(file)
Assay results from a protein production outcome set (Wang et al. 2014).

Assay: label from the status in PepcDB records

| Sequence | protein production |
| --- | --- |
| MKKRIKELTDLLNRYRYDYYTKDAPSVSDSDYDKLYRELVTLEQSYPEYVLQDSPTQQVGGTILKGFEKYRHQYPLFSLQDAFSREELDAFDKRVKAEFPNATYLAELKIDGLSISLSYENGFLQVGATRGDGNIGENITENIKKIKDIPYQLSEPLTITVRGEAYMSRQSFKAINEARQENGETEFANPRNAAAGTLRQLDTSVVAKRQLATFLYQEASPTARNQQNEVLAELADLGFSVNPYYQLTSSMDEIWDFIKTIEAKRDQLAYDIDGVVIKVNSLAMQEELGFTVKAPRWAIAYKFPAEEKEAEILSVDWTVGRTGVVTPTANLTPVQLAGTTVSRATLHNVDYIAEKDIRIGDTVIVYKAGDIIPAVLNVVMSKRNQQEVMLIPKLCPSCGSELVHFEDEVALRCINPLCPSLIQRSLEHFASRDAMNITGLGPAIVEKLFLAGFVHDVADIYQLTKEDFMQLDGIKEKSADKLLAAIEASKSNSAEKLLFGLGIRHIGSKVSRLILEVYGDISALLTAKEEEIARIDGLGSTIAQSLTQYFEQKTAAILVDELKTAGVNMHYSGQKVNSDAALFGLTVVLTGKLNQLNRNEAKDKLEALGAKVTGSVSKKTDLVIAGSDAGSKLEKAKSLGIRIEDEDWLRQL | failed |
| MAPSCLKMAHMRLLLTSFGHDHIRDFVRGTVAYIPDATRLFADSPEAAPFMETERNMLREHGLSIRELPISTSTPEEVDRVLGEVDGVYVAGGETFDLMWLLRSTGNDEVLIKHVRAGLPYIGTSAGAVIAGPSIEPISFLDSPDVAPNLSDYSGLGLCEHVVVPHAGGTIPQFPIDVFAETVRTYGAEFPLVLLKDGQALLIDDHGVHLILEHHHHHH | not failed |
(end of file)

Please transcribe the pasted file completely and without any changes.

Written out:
Assay results from a protein production outcome set (Wang et al. 2014).

Assay: label from the status in PepcDB records

| Sequence | protein production |
| --- | --- |
| MKKRIKELTDLLNRYRYDYYTKDAPSVSDSDYDKLYRELVTLEQSYPEYVLQDSPTQQVGGTILKGFEKYRHQYPLFSLQDAFSREELDAFDKRVKAEFPNATYLAELKIDGLSISLSYENGFLQVGATRGDGNIGENITENIKKIKDIPYQLSEPLTITVRGEAYMSRQSFKAINEARQENGETEFANPRNAAAGTLRQLDTSVVAKRQLATFLYQEASPTARNQQNEVLAELADLGFSVNPYYQLTSSMDEIWDFIKTIEAKRDQLAYDIDGVVIKVNSLAMQEELGFTVKAPRWAIAYKFPAEEKEAEILSVDWTVGRTGVVTPTANLTPVQLAGTTVSRATLHNVDYIAEKDIRIGDTVIVYKAGDIIPAVLNVVMSKRNQQEVMLIPKLCPSCGSELVHFEDEVALRCINPLCPSLIQRSLEHFASRDAMNITGLGPAIVEKLFLAGFVHDVADIYQLTKEDFMQLDGIKEKSADKLLAAIEASKSNSAEKLLFGLGIRHIGSKVSRLILEVYGDISALLTAKEEEIARIDGLGSTIAQSLTQYFEQKTAAILVDELKTAGVNMHYSGQKVNSDAALFGLTVVLTGKLNQLNRNEAKDKLEALGAKVTGSVSKKTDLVIAGSDAGSKLEKAKSLGIRIEDEDWLRQL | failed |
| MAPSCLKMAHMRLLLTSFGHDHIRDFVRGTVAYIPDATRLFADSPEAAPFMETERNMLREHGLSIRELPISTSTPEEVDRVLGEVDGVYVAGGETFDLMWLLRSTGNDEVLIKHVRAGLPYIGTSAGAVIAGPSIEPISFLDSPDVAPNLSDYSGLGLCEHVVVPHAGGTIPQFPIDVFAETVRTYGAEFPLVLLKDGQALLIDDHGVHLILEHHHHHH | not failed |